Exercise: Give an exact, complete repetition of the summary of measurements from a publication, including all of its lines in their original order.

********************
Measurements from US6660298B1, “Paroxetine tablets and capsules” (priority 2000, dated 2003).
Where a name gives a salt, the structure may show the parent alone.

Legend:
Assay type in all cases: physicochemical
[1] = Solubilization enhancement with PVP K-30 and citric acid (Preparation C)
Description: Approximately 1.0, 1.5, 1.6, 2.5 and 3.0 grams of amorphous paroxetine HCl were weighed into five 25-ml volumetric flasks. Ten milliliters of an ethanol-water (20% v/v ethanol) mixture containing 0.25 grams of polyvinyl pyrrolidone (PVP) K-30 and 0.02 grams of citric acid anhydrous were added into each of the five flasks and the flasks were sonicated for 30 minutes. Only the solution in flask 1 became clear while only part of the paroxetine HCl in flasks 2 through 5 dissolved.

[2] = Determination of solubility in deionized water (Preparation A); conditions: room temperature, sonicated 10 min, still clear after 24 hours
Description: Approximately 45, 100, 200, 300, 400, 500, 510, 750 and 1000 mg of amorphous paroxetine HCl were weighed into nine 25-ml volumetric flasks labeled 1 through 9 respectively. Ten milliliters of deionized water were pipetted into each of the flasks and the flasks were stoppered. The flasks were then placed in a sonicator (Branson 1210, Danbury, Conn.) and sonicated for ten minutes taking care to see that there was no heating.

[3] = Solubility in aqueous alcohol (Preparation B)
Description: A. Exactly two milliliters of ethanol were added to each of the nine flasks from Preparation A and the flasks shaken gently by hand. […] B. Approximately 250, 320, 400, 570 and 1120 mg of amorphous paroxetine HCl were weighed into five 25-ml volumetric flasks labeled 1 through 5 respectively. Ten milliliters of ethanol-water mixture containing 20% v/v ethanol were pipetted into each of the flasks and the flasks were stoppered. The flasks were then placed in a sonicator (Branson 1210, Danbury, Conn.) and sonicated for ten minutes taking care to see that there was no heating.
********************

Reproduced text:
Measurements from US6660298B1, “Paroxetine tablets and capsules” (priority 2000, dated 2003).
Where a name gives a salt, the structure may show the parent alone.

Legend:
Assay type in all cases: physicochemical
[1] = Solubilization enhancement with PVP K-30 and citric acid (Preparation C)
Description: Approximately 1.0, 1.5, 1.6, 2.5 and 3.0 grams of amorphous paroxetine HCl were weighed into five 25-ml volumetric flasks. Ten milliliters of an ethanol-water (20% v/v ethanol) mixture containing 0.25 grams of polyvinyl pyrrolidone (PVP) K-30 and 0.02 grams of citric acid anhydrous were added into each of the five flasks and the flasks were sonicated for 30 minutes. Only the solution in flask 1 became clear while only part of the paroxetine HCl in flasks 2 through 5 dissolved.

[2] = Determination of solubility in deionized water (Preparation A); conditions: room temperature, sonicated 10 min, still clear after 24 hours
Description: Approximately 45, 100, 200, 300, 400, 500, 510, 750 and 1000 mg of amorphous paroxetine HCl were weighed into nine 25-ml volumetric flasks labeled 1 through 9 respectively. Ten milliliters of deionized water were pipetted into each of the flasks and the flasks were stoppered. The flasks were then placed in a sonicator (Branson 1210, Danbury, Conn.) and sonicated for ten minutes taking care to see that there was no heating.

[3] = Solubility in aqueous alcohol (Preparation B)
Description: A. Exactly two milliliters of ethanol were added to each of the nine flasks from Preparation A and the flasks shaken gently by hand. […] B. Approximately 250, 320, 400, 570 and 1120 mg of amorphous paroxetine HCl were weighed into five 25-ml volumetric flasks labeled 1 through 5 respectively. Ten milliliters of ethanol-water mixture containing 20% v/v ethanol were pipetted into each of the flasks and the flasks were stoppered. The flasks were then placed in a sonicator (Branson 1210, Danbury, Conn.) and sonicated for ten minutes taking care to see that there was no heating.